The law, which was passed by 78 percent of Arizona voters in 2006 as Proposition 100, required a judge to order a person charged with a crime held without bail if there was probable cause to believe that the person was in the United States illegally. The person would have to be held without bail even if the judge and the prosecutor did not believe that the subject was a flight risk. The law applied to undocumented immigrants who were charged with Class 4 felonies (which includes aggravated DUI, possession of narcotics, forgery, identity theft, and other crimes) or more serious charges.
The American Civil Liberties Union opposed the law in court, arguing that the Constitution is designed to protect the rights of anyone who comes into contact with the U.S. justice system, including undocumented immigrants. They argued that everyone should be presumed innocent until proven guilty and should be provided with certain protections, including the opportunity to have bail granted by a judge if the defendant is not considered a flight risk.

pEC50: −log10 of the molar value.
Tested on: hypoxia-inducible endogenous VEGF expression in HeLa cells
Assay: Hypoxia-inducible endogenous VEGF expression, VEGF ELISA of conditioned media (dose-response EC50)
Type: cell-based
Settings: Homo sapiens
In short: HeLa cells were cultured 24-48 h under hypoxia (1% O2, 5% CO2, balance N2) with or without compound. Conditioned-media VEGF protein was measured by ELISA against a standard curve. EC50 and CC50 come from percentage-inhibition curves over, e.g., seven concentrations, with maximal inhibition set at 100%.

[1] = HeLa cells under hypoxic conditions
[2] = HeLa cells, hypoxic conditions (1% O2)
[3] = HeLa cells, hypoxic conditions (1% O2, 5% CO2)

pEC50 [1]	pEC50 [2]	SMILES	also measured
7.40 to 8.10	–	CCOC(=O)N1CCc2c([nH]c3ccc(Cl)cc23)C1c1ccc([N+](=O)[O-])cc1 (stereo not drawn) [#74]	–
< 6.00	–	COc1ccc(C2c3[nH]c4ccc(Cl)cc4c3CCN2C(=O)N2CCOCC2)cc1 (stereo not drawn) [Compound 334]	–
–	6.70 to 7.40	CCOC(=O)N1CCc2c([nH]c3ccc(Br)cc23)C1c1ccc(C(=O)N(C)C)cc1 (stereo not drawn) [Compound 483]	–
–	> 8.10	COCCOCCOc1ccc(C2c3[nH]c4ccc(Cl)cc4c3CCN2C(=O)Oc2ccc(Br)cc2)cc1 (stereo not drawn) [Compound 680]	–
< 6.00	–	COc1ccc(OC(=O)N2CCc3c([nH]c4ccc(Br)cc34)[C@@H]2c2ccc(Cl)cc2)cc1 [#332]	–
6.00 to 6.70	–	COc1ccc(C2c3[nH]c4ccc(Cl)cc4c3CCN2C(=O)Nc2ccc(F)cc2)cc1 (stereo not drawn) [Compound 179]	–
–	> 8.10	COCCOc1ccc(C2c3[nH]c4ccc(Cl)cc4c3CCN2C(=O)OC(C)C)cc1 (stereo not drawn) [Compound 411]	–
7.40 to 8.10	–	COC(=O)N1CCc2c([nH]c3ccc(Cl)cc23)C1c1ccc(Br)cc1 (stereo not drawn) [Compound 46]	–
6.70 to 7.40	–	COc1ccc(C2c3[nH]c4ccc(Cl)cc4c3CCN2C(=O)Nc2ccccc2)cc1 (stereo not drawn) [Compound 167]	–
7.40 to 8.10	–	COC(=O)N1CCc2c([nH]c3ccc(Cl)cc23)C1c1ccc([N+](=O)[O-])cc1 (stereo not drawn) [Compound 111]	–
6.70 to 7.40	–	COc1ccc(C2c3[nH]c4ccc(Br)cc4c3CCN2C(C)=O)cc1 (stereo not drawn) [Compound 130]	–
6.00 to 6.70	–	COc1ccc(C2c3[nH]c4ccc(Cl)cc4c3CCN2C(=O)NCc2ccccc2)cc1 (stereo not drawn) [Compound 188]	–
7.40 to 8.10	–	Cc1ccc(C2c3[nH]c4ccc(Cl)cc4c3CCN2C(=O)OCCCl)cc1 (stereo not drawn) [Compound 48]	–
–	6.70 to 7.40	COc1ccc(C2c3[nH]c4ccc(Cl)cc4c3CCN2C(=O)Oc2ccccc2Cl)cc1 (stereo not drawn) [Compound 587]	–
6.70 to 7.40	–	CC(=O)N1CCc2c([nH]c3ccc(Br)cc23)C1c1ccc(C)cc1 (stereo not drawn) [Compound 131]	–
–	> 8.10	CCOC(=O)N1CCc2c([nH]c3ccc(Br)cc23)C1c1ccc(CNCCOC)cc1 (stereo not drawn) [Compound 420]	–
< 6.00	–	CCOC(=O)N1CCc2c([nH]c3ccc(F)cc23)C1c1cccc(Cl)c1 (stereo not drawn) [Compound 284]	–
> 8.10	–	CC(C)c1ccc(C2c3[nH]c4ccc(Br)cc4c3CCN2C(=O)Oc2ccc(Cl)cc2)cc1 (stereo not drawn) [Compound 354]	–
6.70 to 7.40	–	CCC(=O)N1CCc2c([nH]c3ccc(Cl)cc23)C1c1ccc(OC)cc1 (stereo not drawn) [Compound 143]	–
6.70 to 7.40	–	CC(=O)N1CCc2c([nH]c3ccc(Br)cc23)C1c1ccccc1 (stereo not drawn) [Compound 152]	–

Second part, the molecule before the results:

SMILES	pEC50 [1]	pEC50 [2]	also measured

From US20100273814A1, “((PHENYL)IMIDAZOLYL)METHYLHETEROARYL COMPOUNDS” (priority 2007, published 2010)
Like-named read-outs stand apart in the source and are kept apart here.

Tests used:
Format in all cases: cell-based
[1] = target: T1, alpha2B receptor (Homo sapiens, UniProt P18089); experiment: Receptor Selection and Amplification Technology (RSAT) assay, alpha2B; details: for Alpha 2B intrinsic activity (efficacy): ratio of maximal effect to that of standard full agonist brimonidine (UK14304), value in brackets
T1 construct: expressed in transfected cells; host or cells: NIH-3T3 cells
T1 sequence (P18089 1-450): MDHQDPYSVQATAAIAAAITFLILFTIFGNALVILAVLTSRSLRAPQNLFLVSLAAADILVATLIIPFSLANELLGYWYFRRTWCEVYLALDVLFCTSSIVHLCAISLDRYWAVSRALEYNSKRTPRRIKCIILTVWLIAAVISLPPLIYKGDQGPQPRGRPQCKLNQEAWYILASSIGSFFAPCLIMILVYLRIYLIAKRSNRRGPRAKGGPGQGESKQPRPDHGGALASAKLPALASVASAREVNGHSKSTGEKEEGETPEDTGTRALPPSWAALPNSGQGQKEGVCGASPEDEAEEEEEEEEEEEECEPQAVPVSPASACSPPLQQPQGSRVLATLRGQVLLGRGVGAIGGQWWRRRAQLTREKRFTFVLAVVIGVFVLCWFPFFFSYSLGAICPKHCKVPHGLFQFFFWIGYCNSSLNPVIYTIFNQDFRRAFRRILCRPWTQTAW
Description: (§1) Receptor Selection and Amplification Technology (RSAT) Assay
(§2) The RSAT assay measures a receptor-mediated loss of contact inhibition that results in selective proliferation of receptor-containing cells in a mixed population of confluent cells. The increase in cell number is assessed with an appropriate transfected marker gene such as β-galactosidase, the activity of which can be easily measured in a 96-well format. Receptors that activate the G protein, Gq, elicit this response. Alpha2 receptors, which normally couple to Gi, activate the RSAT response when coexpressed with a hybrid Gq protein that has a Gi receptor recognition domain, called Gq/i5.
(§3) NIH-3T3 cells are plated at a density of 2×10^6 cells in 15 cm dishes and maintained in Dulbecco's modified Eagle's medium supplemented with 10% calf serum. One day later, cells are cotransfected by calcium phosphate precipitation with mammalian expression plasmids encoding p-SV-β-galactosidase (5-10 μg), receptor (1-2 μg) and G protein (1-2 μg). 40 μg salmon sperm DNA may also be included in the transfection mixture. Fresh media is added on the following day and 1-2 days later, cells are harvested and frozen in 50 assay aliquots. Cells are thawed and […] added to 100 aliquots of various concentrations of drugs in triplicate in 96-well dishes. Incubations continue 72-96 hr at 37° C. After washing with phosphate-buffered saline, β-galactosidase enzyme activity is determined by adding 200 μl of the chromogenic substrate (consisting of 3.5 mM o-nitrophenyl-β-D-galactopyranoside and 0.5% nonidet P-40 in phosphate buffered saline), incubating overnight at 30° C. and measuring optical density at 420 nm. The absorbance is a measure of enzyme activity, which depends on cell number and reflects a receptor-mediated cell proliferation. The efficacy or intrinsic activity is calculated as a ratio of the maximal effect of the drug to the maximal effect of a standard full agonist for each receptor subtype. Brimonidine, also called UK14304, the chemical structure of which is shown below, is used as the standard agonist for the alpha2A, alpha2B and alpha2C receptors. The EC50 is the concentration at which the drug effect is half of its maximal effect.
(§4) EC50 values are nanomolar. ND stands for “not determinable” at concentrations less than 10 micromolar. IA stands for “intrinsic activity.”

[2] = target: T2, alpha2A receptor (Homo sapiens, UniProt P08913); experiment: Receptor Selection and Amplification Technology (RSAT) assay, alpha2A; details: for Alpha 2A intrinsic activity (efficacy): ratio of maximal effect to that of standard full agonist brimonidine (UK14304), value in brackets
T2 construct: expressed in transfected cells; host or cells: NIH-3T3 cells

The judges on the 9th Circuit Court determined that the law was intended to punish undocumented immigrants, even if they did not pose a risk. The Court struck down the law and granted a stay while the case was appealed to the Supreme Court. The Supreme Court dissolved the stay, which means the law can no longer be enforced.
The Supreme Court’s decision does not mean that undocumented immigrants who are currently being held without bail will automatically be let out of jail. It simply means that they will be granted a hearing where a judge will decide if they should be granted bail.